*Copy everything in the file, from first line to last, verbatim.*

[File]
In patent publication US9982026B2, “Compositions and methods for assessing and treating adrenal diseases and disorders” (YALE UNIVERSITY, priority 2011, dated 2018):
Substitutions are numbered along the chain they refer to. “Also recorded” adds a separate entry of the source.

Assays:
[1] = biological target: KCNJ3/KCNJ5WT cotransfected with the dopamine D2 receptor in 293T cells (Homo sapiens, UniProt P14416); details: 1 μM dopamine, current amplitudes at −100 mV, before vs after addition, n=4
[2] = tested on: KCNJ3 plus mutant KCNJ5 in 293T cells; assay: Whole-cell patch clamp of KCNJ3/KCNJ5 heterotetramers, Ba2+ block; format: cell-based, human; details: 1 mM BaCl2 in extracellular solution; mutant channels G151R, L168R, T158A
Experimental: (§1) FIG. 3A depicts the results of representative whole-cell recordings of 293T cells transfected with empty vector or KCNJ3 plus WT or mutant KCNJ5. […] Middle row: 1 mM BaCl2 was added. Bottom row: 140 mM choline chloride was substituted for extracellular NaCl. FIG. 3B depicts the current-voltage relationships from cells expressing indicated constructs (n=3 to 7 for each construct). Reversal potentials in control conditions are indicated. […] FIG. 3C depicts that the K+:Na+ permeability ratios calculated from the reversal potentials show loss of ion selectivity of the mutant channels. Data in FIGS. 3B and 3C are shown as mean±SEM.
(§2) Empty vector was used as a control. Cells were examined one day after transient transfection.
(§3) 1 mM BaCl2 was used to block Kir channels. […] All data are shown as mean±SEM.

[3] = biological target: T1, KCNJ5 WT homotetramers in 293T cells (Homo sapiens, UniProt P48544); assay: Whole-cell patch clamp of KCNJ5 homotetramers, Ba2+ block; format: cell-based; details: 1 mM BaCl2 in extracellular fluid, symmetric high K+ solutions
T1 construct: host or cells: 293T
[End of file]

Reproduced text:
In patent publication US9982026B2, “Compositions and methods for assessing and treating adrenal diseases and disorders” (YALE UNIVERSITY, priority 2011, dated 2018):
Substitutions are numbered along the chain they refer to. “Also recorded” adds a separate entry of the source.

Assays:
[1] = biological target: KCNJ3/KCNJ5WT cotransfected with the dopamine D2 receptor in 293T cells (Homo sapiens, UniProt P14416); details: 1 μM dopamine, current amplitudes at −100 mV, before vs after addition, n=4
[2] = tested on: KCNJ3 plus mutant KCNJ5 in 293T cells; assay: Whole-cell patch clamp of KCNJ3/KCNJ5 heterotetramers, Ba2+ block; format: cell-based, human; details: 1 mM BaCl2 in extracellular solution; mutant channels G151R, L168R, T158A
Experimental: (§1) FIG. 3A depicts the results of representative whole-cell recordings of 293T cells transfected with empty vector or KCNJ3 plus WT or mutant KCNJ5. […] Middle row: 1 mM BaCl2 was added. Bottom row: 140 mM choline chloride was substituted for extracellular NaCl. FIG. 3B depicts the current-voltage relationships from cells expressing indicated constructs (n=3 to 7 for each construct). Reversal potentials in control conditions are indicated. […] FIG. 3C depicts that the K+:Na+ permeability ratios calculated from the reversal potentials show loss of ion selectivity of the mutant channels. Data in FIGS. 3B and 3C are shown as mean±SEM.
(§2) Empty vector was used as a control. Cells were examined one day after transient transfection.
(§3) 1 mM BaCl2 was used to block Kir channels. […] All data are shown as mean±SEM.

[3] = biological target: T1, KCNJ5 WT homotetramers in 293T cells (Homo sapiens, UniProt P48544); assay: Whole-cell patch clamp of KCNJ5 homotetramers, Ba2+ block; format: cell-based; details: 1 mM BaCl2 in extracellular fluid, symmetric high K+ solutions
T1 construct: host or cells: 293T